Taxes for Profit

McGinn, Constantine, Godden and Burgess announce new hotel taxes Tuesday.

Scenario:  So, I was in Seattle last week for my company’s annual convention.  Great city!  Martha and I went up in the Space Needle and discovered we could see all the way to Sarah Pain’s house in Alaska!  Well, maybe not, but the view was wonderful! 

Anyhow, we had a great time, until we went t0 pay our hotel bill.  The damned Hilton charged us $2 day for their advertising!  Jeeezzz.  I did not mind paying for the parking and the extra down pillows but how come I need to pay them to get me to come here?


more from the Seattle PI:  Seattle has big events coming next year – from the return of King Tut to the 50th anniversary of the World’s Fair – that it wants to tell the world about. To help do that, the city’s Downtown hotels want to increase the already high tax rate on rooms.

City Councilmembers Tim Burgess, Jean Godden, Mayor Mike McGinn and County Executive Dow Constantine joined business and labor leaders at Seattle Center to announce a $2 nightly surcharge on certain hotel rooms in the city. Proponents say the fee, which will raise up to $6 million next year to pay for advertising and promotion, is vital considering the scale of the offerings on tap for 2012 and the fact that Washington state recently eliminated its already low tourism budget entirely.

As The New York Times notes, Washington, which axed its $1.8 million tourism office to help deal with a $5 billion deficit, is now the only state without any dedicated funding to lure visitors.

“Tourism is a critical component of our economy,” said Burgess, adding that 20,000 people in the city have jobs that cater to out-of-town visitors.


But the city’s 15.6 percent hotel tax is already one of the highest in the country. And business interests often complain that increasing fees discourages economic activity and often drives people elsewhere.

What’s to stop people from spending the night in Bellevue, Lynnwood or Federal Way to avoid forking over more money?

Howard Cohen, president of the Seattle Hotel Association, said people will pay more to experience the dynamism of the Emerald City’s core. McGinn said the quality of what Seattle has to offer will trump the expense.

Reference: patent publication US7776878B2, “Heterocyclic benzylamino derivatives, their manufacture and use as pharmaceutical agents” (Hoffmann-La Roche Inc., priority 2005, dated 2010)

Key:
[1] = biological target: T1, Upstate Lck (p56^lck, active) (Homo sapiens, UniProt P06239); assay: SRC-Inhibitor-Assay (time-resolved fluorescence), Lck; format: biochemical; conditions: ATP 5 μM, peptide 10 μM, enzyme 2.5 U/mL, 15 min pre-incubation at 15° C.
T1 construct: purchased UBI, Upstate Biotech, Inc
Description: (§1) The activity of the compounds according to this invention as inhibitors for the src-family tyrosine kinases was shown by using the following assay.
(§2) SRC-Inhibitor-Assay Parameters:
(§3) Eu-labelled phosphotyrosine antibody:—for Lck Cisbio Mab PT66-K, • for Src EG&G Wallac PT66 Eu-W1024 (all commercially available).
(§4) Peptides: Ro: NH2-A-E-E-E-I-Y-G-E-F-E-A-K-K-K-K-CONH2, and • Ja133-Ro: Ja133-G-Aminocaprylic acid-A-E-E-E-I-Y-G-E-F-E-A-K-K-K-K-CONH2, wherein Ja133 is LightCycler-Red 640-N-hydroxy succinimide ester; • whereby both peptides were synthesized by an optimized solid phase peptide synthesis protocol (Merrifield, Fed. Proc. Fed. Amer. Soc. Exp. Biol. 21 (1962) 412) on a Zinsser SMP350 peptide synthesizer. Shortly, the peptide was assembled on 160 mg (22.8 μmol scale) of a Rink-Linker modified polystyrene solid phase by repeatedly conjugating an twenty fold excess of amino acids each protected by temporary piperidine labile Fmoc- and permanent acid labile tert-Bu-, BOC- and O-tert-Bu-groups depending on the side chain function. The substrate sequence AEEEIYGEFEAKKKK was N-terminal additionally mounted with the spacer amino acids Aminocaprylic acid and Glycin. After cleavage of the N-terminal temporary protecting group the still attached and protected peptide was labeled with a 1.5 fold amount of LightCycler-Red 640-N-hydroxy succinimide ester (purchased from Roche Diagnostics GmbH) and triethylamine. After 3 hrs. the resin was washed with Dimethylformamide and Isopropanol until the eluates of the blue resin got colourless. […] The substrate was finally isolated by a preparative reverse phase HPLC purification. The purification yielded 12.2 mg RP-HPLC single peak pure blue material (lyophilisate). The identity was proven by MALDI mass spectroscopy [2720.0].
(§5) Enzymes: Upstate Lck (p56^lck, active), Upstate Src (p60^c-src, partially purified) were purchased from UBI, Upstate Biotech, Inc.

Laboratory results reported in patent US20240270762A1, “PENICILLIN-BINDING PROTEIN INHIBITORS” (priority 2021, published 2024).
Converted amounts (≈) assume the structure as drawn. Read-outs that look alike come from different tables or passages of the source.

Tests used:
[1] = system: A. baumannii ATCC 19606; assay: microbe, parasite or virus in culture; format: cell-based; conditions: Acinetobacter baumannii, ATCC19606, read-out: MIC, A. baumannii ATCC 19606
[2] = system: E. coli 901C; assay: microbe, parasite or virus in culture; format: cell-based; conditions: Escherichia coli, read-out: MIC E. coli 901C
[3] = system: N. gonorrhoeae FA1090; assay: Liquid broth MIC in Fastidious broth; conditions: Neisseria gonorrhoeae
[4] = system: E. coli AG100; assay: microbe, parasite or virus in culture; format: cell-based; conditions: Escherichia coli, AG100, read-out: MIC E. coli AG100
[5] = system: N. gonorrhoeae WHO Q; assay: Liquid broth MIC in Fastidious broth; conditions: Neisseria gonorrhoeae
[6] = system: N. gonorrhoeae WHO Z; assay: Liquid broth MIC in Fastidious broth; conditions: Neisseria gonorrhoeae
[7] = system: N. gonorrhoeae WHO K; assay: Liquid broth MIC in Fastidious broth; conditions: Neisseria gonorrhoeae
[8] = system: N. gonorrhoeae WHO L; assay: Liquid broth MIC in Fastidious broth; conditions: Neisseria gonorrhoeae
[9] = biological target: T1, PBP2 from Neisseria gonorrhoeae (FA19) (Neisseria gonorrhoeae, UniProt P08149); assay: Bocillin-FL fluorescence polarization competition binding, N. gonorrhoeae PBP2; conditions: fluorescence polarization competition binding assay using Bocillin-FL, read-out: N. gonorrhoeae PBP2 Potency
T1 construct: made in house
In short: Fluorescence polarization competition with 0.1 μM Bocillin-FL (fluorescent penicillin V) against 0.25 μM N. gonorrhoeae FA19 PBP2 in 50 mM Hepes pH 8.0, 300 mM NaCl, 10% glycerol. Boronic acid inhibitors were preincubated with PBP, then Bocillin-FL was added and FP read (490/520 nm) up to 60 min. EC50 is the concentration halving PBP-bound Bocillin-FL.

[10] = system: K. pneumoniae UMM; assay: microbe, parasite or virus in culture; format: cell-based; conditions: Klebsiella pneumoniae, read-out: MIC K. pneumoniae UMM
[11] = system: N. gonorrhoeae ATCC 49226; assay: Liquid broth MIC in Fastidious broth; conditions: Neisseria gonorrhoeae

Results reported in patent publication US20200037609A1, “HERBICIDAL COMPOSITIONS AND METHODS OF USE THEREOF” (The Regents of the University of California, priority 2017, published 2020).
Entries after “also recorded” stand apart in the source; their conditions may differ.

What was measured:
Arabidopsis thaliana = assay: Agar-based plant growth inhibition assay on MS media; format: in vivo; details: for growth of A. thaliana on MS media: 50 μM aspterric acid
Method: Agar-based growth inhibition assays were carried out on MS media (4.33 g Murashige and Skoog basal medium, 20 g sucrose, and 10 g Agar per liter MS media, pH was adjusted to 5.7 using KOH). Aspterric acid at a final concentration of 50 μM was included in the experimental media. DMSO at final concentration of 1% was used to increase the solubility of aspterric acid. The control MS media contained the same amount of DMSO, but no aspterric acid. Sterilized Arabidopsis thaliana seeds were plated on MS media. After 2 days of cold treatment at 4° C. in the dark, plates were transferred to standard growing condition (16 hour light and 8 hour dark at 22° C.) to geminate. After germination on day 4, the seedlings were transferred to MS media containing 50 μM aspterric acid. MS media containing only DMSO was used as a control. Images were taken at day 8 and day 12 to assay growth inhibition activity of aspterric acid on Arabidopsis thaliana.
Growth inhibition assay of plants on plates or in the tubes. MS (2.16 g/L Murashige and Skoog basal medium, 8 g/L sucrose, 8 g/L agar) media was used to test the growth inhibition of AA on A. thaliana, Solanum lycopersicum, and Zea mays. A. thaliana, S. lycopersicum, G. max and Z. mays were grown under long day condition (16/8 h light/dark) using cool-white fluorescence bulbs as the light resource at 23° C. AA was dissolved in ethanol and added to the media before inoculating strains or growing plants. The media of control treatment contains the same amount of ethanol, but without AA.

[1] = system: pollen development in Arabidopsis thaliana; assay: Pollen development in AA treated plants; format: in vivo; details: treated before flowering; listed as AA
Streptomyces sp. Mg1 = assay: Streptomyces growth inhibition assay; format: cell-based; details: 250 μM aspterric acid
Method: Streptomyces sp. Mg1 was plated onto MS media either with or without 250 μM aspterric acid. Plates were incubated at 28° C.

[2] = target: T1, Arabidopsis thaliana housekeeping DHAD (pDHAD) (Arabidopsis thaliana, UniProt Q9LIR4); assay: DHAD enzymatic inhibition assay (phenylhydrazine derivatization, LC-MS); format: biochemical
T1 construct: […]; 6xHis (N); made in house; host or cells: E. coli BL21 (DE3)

“That’s how we’re going to compete and win,” he said.

According to the National Business Travel Association, only Anaheim (17 percent) has a higher occupancy tax among major Western cities. The new, $2 fee would make the Seattle tax on a $150 room 16.6 percent.

If the City Council approves the new fee as expected later this year, the money would be spent on promotion and advertising to bring people to town during the slow winter and spring months and to let them know about things like the return of the King Tut Exhibit to Seattle Center May 24. It’s Tut’s second trip to town. In 1978, the Tut exhibit drew more than $1 million. The Tut show is conjunction with the 50th anniversary celebration for the 1962 Seattle World’s Fair.

Godden said tourism brings “dollars to the pocketbooks of Seattle.” Constantine agreed. “Tourism is not a frill. Tourism is big business.”

Washington had already been doing a woeful job in promoting itself, even before zeroed out its tourism budget, business interest say. Seattle’s Convention and Visitors Bureau said the $1.8 million the Evergreen State spent last year compared to $7 million spend by Idaho, $10,2 million by Oregon and $50 million by California.

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